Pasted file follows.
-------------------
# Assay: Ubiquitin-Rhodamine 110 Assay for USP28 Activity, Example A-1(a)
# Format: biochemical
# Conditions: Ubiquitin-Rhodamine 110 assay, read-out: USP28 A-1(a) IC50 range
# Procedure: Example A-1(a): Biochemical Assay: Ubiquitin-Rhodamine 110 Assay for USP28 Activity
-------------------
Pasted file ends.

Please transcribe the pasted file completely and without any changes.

# Assay: Ubiquitin-Rhodamine 110 Assay for USP28 Activity, Example A-1(a)
# Format: biochemical
# Conditions: Ubiquitin-Rhodamine 110 assay, read-out: USP28 A-1(a) IC50 range
# Procedure: Example A-1(a): Biochemical Assay: Ubiquitin-Rhodamine 110 Assay for USP28 Activity